To live content with small means; to seek elegance rather than luxury, and refinement rather than fashion; to be worthy, not respectable, and wealthy, not, rich; to listen to stars and birds, babes and sages, with open heart; to study hard; to think quietly, act frankly, talk gently, await occasions, hurry never; in a word, to let the spiritual, unbidden and unconscious, grow up through the common--this is my symphony.
~William Henry Channing

Wednesday, May 18, 2011

Thoughts On Hospitality

We frequently have people in our home and consequently I get asked a lot of questions about hospitality. Or the head shaking I-just-don't-know-how-you-do-it comment. Whether it's mom's group each week, friend's from out of town or people just over for dinner it can make life kind of hectic but we love it.
I think the beginning of our journey down the road of hospitality started because Rob was stepping into the ministry. One of our major conversations when he was first asked  to become an elder centered around our home always being ready to receive visitors. As a momma with three young ones under the age of five and another one on the way it was daunting to say the least. But I understood the necessity so I tried my best to make it so with varying degrees of success. This is where I think 'If only I knew then what I know now!' because I am far wiser than that twenty something homemaker.
One thing I've learned is that hospitality is just as much about the spirit and attitude of your heart and home as the physical aspects. It took me many years and more than a few tears  to realize that Martha Stewart I'm not. Actually, I think it was more the realization that how to shows and articles are great for inspiration but they happen in a vacuum...life isn't really be lived.
Another thing I've found important to keep in mind is Proverbs 17:1. Better is a dry morsel with quiet
than a house full of feasting with strife.
I've always pictured this to mean that even a measly slice of bread served with peace is better than a full meal with contention. And while that's true, 'dry morsel' is actually rendered old and moldy...or as John Gill put it, a piece of bread that has lost it's taste and virtue. So, there's a little more to the concept than just a humble piece of bread.  If I get so wrapped up in the details and forget the spirit of hospitality (literally to share the Spirit of God) then I'm not really practicing hospitality. Humble fare does come into it though. While we do want to be generous hosts' it would certainly be foolish to break the bank and be poor stewards of God's provision just to entertain. In my opinion, this is where the art of presentation comes into play. The simplest of foods can be served in a manner so pleasing as to be on par with a gourmet feast. (With the possible exception of beanie weenies.)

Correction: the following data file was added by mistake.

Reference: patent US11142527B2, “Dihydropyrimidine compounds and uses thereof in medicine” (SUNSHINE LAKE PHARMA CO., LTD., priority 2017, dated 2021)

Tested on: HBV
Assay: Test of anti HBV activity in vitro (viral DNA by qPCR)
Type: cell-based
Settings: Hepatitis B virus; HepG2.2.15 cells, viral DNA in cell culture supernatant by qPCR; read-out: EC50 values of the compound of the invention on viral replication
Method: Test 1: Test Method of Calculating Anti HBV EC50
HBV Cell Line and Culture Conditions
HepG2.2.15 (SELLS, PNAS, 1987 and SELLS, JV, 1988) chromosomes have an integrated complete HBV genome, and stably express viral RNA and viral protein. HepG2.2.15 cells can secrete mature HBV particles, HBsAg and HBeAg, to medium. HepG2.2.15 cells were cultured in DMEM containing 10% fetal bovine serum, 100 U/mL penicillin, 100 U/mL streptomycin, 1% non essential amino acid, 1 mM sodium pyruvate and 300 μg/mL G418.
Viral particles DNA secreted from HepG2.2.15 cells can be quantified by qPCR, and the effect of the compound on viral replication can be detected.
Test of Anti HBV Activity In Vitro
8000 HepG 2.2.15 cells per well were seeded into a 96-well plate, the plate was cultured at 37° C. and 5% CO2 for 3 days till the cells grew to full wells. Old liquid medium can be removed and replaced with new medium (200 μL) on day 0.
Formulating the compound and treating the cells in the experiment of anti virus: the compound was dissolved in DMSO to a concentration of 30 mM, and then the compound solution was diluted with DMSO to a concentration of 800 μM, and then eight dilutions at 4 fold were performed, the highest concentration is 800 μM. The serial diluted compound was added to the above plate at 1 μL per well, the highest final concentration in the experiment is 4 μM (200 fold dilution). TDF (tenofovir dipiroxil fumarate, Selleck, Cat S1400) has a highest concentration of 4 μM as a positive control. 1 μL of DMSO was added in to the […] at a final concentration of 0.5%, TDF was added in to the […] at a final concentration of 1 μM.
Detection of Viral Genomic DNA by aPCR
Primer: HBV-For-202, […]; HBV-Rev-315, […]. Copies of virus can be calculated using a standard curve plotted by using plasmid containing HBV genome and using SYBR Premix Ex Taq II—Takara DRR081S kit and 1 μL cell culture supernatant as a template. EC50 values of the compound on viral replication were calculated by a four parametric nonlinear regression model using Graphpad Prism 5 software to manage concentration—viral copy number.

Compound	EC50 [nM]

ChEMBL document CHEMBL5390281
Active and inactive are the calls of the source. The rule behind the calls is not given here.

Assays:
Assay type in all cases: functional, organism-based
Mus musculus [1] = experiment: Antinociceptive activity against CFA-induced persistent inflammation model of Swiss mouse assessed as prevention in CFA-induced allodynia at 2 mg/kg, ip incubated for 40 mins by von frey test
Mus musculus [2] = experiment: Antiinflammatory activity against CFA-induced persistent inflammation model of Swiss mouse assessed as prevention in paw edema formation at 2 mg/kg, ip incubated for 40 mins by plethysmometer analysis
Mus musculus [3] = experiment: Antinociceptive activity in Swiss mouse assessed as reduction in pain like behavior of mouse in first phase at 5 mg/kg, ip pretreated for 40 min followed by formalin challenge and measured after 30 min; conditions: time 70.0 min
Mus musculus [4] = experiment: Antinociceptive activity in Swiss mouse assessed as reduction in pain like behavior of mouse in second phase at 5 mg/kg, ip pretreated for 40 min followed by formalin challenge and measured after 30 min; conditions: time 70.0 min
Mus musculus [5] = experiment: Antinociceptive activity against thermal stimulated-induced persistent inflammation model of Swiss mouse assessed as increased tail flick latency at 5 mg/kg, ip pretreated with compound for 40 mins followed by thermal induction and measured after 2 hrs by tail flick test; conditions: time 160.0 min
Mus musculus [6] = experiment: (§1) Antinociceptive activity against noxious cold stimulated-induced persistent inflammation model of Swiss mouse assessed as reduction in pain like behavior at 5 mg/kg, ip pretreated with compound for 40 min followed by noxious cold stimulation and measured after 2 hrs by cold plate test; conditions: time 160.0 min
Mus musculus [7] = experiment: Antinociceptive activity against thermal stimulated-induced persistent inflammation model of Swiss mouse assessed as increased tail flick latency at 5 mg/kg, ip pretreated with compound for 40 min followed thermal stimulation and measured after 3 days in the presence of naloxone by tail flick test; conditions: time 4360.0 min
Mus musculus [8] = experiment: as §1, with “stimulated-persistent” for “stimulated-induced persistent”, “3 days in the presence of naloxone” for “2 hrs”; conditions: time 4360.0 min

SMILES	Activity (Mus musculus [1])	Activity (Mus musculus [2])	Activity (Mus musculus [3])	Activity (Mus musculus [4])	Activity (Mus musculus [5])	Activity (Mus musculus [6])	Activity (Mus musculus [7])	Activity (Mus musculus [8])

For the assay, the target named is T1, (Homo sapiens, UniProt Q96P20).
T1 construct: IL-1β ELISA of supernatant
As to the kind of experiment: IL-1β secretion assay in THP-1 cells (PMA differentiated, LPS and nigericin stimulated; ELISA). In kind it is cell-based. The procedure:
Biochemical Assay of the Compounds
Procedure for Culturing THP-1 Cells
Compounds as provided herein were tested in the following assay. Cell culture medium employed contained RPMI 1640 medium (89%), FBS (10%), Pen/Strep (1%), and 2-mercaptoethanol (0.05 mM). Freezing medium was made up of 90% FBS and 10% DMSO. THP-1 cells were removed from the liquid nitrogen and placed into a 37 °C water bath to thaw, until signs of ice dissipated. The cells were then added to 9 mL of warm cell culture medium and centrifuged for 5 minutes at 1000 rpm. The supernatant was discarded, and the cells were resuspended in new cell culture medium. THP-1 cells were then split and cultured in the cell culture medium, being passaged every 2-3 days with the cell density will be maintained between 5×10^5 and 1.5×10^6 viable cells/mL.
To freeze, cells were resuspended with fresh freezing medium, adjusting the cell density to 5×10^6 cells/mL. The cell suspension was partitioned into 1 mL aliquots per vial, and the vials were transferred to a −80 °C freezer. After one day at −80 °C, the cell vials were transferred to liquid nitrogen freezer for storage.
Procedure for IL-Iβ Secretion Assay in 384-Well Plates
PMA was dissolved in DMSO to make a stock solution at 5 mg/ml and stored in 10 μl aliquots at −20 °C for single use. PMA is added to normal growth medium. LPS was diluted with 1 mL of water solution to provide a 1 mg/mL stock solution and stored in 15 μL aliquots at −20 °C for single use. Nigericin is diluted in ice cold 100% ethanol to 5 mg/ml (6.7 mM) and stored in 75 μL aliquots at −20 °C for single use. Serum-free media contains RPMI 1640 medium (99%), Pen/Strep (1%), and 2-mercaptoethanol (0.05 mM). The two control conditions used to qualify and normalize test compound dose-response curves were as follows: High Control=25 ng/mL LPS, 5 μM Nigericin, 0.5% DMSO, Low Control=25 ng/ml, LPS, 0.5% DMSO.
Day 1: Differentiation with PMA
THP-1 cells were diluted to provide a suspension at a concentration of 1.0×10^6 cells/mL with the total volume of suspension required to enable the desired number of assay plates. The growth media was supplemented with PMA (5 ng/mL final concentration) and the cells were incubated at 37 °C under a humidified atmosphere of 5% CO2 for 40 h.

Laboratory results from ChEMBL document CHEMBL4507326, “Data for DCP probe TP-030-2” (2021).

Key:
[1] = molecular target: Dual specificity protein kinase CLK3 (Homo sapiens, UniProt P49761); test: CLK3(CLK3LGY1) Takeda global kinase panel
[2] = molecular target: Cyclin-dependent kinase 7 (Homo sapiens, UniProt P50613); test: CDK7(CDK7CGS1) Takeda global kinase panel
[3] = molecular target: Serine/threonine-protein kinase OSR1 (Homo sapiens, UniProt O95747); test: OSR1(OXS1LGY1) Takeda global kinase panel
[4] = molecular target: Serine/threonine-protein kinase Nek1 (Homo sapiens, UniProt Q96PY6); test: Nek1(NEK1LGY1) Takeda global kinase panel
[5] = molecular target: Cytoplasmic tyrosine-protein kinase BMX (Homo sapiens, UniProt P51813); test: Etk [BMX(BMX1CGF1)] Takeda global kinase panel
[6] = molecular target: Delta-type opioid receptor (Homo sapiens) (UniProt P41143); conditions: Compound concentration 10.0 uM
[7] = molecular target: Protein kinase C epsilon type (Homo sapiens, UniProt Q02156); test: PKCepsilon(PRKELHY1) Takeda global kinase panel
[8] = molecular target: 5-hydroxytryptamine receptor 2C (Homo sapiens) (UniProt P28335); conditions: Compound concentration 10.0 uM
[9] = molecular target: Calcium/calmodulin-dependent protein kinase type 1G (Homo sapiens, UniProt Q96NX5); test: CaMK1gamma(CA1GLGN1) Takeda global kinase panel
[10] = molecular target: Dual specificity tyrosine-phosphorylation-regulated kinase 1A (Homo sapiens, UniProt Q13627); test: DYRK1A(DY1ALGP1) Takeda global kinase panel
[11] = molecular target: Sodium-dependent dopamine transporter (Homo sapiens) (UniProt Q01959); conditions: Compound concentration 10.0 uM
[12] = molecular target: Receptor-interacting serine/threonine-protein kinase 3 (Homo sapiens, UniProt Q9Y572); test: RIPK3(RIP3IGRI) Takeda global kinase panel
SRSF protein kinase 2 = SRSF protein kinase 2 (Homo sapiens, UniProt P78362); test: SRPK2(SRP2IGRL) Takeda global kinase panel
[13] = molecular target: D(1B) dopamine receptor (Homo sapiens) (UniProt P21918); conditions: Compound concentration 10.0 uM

I won't lie, hospitality can be hard work. Work goes into the preparation, there is work in the midst of it and there is certainly work in the after part as well. But I think there is work no matter whether you are the one extending the hospitality or the one receiving it.
Our wonderful friends left yesterday to head back to Jacksonville after being with us for almost a week. As a family of ten can you imagine the work that goes into getting them here?! Then keeping up with all their stuff in the midst of trying not to impose and encroach on us...that is quite a feat. And, one I will say they accomplish with great skill. One of the reason it's so easy to have the Culbertson's come visit with us...squeezing seventeen people into our not so big house...is because they work hard to accept our hospitality with gracious respect.
After they left I spent the day cleaning and putting our house back into order...back to our normal. It was hard work. You don't have thirteen children, seven of which are boys, running around playing and not have things get messy. But I can tell you in complete and total honesty that every dirty hand or foot print that had to be washed off a wall was worth it. Every extra load of dishes that needed washing or laundry that needed to be done was a joy because we'd had sweet fellowship with friends.
Being afraid of the work that goes into hospitality means you miss a lot of simple joys that come from living in community with each other. This past week we would have missed out on a graduation...
Sweet, sweet new baby love...
  
And the preciousness that comes with enjoying food together...

This is the heart of true hospitality...Proverbs 14:4
Where there are no oxen, the manger is clean,
but abundant crops come by the strength of the ox.
The extra work is worth it whether in the coming or going, giving or receiving. Because a house could be pristine clean and utterly devoid of laughter and memories. I don't know about you but that's not the kind of house I want to live in.

1 comments:

Roni said...

No, me either girl. It's good to remember that and I thank you for the reminder. Funny, my mother in law just said to me this morning that dust bunnies and dog hair are what make a house a home. That made me smile.:) Think I can use that at least once, as an excuse not to vacuum?